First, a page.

Jayapuri Gharti, chairperson of the Education and Health Committee of the House of Representatives, has submitted a report on the Bill on Safe and Peaceful Use of Nuclear and Radioactive Materials-2019 to the House of Representatives (HoR).
On 1 January, 2020, Minister of Education, Science and Technology, Giriraj Mani Pokharel had presented the Bill to the parliamentary panel through HoR for clause-wise discussion.
The committee endorsed the Bill unopposed after holding 14 meetings on different occasions, which lasted for more than 22 hours to hold clause-wise deliberation on the Bill.
The Bill calls ‘individuals’ and ‘institutions’ (not specified whether national or foreign) for a competitive bid for ‘license’ to open such reactors and plants as if the bid is for establishment of some industry or business venture.
Since nowhere in the 26 page Bill one finds the mention of academic teaching, learning and research on nuclear science, it will not be an exaggeration to say that the Bill is more about facilitating ‘nuclear businesses’ than promoting ‘nuclear science.’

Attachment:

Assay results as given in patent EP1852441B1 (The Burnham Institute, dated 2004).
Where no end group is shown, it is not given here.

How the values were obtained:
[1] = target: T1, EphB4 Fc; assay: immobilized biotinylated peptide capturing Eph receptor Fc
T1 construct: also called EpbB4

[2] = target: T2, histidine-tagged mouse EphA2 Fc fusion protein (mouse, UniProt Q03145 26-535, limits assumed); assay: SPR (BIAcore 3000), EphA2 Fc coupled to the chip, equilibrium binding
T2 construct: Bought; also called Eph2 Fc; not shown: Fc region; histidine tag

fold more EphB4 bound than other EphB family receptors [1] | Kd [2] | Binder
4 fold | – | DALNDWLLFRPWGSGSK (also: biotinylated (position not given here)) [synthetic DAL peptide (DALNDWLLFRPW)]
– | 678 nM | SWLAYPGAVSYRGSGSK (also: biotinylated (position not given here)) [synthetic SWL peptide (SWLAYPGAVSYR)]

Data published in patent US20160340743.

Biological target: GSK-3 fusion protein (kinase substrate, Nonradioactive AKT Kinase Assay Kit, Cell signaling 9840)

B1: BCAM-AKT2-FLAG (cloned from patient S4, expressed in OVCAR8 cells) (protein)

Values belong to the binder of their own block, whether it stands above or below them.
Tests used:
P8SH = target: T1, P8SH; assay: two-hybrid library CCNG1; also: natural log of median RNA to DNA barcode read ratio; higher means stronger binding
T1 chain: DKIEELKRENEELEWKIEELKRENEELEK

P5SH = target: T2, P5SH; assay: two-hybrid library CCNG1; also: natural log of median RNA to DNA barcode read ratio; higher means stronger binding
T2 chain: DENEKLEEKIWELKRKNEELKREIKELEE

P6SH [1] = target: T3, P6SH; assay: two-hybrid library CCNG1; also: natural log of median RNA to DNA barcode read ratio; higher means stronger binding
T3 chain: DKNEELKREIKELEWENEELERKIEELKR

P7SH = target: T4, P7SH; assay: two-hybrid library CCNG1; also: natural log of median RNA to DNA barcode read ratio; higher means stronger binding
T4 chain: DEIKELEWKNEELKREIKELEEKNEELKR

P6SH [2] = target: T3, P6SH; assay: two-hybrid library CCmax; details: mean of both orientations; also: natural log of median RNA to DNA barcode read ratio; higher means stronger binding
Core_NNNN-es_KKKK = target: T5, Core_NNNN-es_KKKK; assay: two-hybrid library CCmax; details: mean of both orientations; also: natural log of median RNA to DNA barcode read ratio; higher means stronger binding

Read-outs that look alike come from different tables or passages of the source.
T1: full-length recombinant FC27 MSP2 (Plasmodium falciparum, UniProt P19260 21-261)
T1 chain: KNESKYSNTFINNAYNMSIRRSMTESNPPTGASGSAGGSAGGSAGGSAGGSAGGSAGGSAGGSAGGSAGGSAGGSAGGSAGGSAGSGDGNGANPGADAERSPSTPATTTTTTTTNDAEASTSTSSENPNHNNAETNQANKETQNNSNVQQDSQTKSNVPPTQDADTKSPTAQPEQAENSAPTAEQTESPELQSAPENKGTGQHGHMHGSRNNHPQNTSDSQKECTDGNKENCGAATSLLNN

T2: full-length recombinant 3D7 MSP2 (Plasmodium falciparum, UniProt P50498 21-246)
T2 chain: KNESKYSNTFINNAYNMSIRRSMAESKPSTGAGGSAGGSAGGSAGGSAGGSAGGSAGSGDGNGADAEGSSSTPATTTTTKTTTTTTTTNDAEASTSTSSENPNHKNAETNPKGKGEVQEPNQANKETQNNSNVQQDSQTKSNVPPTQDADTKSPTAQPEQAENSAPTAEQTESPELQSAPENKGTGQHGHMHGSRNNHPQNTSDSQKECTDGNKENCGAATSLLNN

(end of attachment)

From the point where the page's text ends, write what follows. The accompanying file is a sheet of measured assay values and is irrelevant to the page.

Nepal had signed Nuclear Weapons Prohibition Treaty in September-2017, during the 72nd United Nations General Assembly despite becoming a member of International Atomic Energy Agency in July, 2008.
Nepal isn’t qualified to buy any nuclear technology without sanctioning a law.
The Nuclear Bill “intends to help accomplish the objective of national prosperity through developed innovation by executing the commitment of the government to the international community while protecting public health and environment from nuclear and radioactive materials”.
The bill states that there will be a regulation to license institutions that work on technology related to nuclear power. The license cannot be transferred to others.
According to the bill, if someone without a license uses technology related to nuclear power s/he may be imprisoned for life.